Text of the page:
Rug designer may not sound like a career path that involves a wide variety of international travel but at Creative Matters it surely does. As in many jobs there are trade shows to attend, but what really racks up the passport stamps are the trips we make to supervise production of our rugs.Read More
Filtering by Tag: Nepal
The social impact of fair trade rugs - behind the scenes with Creative Matters President Carol Sebert
Fair trade is a critical issue for our floorcoverings that are woven by hand. This includes our collection rugs, as well as custom projects that may be handwoven in Nepal, India or Afghanistan.Read More
Clients who order handknotted rugs from us will notice the word STEP incorporated into our label on the back of the rug. This is our promise to you and your promise to your client that the rug was produced with the highest possible standards of fair trade.Read More
Buy one of these framed originals and the full amount of your purchase will be donated to Nepal Aid, a fund established by Label STEP, the international non-profit organization committed to promoting fair trade in the rug industry.Read More
The New York City designer chose the ultimate in simplicity – a one-coloured grey rectangular rug with no pattern. She also chose the ultimate in luxury fibres – 100% silk.
She was only willing to trust the simplicity of the design and the luxury of the fibre to the finest production processes. For this she came to Creative Matters. No detail was to be left unperfected in the painstaking production of this rug. And that included the lesser-documented process of binding.Read More
Following Carol Seberts’s discovery of some incredible natural dyeing expertise in Nepal in March, we are excited to announce our first natural dye collection. We’ll be bringing the first rug to show off at NYICS in September and rolling out the full collection quickly thereafter. And here is a sneak peak at the design of the first rug.
The rug itself it is still in the weaving process, but here are some incredible photos of the wool at the dyeing mill. The dyeing stage alone, can take as long as two weeks.Read More
By Carol Sebert, Principal
Even though our design hub is based at our head office in Toronto, an equally important part of our work takes place in the countries where our carpets are physically produced. We regularly visit India, Nepal, Thailand and now China to liaise with the skilled artisans who bring our creations to life.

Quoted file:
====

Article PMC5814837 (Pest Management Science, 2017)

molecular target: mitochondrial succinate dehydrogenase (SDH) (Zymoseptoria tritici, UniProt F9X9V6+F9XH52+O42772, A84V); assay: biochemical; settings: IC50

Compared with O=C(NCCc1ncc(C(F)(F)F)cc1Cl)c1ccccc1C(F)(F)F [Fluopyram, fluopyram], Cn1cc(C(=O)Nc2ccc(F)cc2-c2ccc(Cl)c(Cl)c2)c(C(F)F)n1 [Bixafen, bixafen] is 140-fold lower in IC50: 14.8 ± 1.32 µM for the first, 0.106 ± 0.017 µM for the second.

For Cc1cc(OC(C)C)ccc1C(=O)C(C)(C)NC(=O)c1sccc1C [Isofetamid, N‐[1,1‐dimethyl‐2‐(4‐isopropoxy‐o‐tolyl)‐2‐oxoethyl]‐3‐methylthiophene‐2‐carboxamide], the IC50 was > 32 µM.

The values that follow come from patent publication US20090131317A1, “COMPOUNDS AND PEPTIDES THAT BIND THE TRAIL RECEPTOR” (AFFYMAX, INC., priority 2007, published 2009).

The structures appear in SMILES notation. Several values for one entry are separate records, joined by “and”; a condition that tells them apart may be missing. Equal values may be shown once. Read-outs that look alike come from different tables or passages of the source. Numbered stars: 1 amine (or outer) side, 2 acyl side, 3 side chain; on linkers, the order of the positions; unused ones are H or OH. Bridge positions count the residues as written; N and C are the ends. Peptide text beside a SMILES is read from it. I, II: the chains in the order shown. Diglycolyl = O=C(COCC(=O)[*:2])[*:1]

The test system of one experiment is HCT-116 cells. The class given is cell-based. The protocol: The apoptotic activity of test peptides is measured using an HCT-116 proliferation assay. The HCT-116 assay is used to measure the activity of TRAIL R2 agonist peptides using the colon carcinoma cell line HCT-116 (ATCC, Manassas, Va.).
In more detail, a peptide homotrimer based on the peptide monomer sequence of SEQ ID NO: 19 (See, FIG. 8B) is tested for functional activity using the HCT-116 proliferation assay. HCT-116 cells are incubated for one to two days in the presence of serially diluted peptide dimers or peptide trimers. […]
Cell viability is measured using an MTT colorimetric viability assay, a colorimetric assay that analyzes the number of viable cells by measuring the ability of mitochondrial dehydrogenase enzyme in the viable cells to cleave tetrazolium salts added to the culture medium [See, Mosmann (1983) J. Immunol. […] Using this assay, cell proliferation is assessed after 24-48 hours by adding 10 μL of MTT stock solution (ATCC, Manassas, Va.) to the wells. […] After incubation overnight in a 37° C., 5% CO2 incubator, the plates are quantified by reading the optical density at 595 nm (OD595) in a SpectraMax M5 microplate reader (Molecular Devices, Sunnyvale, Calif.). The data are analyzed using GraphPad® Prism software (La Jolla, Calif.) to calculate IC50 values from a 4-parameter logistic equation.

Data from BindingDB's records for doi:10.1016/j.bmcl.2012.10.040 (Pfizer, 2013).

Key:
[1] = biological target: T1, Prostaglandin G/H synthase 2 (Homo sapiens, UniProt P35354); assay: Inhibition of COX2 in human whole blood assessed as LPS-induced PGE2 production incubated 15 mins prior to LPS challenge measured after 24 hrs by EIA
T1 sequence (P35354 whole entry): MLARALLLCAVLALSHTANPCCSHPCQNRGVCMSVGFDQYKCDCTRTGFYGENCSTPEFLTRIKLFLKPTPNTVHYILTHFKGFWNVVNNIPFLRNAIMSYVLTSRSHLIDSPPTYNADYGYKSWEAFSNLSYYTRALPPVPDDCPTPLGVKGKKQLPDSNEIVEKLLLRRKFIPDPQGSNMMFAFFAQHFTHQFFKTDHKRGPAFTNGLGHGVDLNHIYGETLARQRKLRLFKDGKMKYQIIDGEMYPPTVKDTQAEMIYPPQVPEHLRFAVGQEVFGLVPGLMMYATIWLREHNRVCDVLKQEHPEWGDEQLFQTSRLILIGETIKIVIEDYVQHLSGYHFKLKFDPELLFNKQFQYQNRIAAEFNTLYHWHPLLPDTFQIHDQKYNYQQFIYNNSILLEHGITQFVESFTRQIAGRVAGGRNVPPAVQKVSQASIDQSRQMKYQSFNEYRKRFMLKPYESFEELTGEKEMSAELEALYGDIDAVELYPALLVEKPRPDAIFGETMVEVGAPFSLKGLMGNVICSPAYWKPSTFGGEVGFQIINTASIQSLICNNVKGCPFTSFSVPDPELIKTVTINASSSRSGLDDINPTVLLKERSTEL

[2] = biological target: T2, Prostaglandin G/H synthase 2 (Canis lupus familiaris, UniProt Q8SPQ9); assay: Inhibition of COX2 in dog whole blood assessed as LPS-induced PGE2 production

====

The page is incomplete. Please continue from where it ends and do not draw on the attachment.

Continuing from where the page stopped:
In March, I was back at the “temporary field offices” in India and Nepal. After 25 years of touring these beautiful but challenging countries, you might think I’d have reached a been-there-seen-that attitude. Actually, the reverse is true – every trip is still full of new discoveries.Read More
Greetings from Creative Matters!
Carol and Ana returned this past weekend from their trip to Nepal. Carol managed to steal a few hours from her busy trip, to visit the Goodweave site where children are taken after being rescued from forced labour in carpet mills. While she was there, she taught an art class for the 33 students who are living there at the moment. After she left, Carol sent the most uplifting email from Nepal - very inspiring! I had to share:
I had such a fun day I felt I had to report right away.
I went to the home where the kids live at Rugmark/Goodweave today with paper, paints (house paint tinted yellow pink and blue) black ink and paintbrushes. The kids were really excited that we were going to have an afternoon of art. I began with them all up on the roof of their home, as it was a gloriously sunny day. We sat in a big circle and started with the ink and did life drawing, which of course, was absolutely hilarious.I got one of them to model and at first they were shy and their poses a bit dull, but one by one (I guess I had about 15 models by the end) the poses became more elaborate. There were lots of judo-like poses by the boys and tiger-like poses from the girls. They all just leapt into painting with marvelous abandon!
I then had them take the black and white paintings and add colour.By this time, the paint was starting to get all over the place, including in my hair as it was quite a flurry - paint pots were spilling, what with 33 kids exuberantly painting... but they were so into it, and so incredibly focused.I've done workshops like this before and there are generally a few goofballs that really can be disruptive, but not these kids - they worked really hard.
After about an hour I wanted to do one larger piece. I wanted them to try working larger so the full sheet that was 24”x36”.I instructed them to paint themselves in a setting that they liked and WOW, the results were amazing.Many of them did houses with the Himalayas in the background with clouds in the sky and big suns. One boy painted the RugMark house that they all currently live in with him on the roof flying a kite; another boy drew himself as almost a cartoon superman type figure in a charming landscape.Gorgeous work.And they were so proud of themselves - I couldn't take enough pictures of them holding their artworks, it was absolutely lovely.